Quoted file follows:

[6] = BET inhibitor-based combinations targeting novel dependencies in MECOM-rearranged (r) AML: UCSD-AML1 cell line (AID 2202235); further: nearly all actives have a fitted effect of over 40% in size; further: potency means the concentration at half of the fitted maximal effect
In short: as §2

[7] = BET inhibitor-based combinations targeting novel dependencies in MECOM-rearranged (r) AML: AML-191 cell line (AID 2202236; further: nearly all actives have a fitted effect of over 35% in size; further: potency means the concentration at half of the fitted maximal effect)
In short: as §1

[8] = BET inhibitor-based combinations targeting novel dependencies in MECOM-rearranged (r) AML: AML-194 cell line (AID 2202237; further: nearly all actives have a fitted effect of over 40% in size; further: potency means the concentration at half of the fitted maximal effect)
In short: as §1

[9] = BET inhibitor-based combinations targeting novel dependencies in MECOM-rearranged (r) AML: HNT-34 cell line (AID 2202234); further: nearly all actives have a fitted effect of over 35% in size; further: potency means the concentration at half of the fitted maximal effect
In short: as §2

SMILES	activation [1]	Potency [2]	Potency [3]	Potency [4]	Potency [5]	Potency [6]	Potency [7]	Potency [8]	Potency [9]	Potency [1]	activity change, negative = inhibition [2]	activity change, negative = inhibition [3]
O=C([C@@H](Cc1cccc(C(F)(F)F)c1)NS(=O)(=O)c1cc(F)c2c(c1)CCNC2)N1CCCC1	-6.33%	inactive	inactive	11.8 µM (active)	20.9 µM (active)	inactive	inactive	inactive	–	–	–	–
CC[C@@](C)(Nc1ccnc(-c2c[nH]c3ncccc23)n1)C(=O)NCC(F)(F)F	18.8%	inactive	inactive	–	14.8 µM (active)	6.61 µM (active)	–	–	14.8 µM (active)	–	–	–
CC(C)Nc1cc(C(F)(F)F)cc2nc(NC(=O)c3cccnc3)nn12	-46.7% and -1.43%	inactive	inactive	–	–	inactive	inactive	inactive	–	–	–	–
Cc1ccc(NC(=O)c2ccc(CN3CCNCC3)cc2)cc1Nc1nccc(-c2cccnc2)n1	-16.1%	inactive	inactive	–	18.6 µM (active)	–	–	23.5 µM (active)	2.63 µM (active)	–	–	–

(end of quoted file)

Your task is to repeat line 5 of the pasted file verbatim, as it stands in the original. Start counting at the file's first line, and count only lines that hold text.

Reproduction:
[8] = BET inhibitor-based combinations targeting novel dependencies in MECOM-rearranged (r) AML: AML-194 cell line (AID 2202237; further: nearly all actives have a fitted effect of over 40% in size; further: potency means the concentration at half of the fitted maximal effect)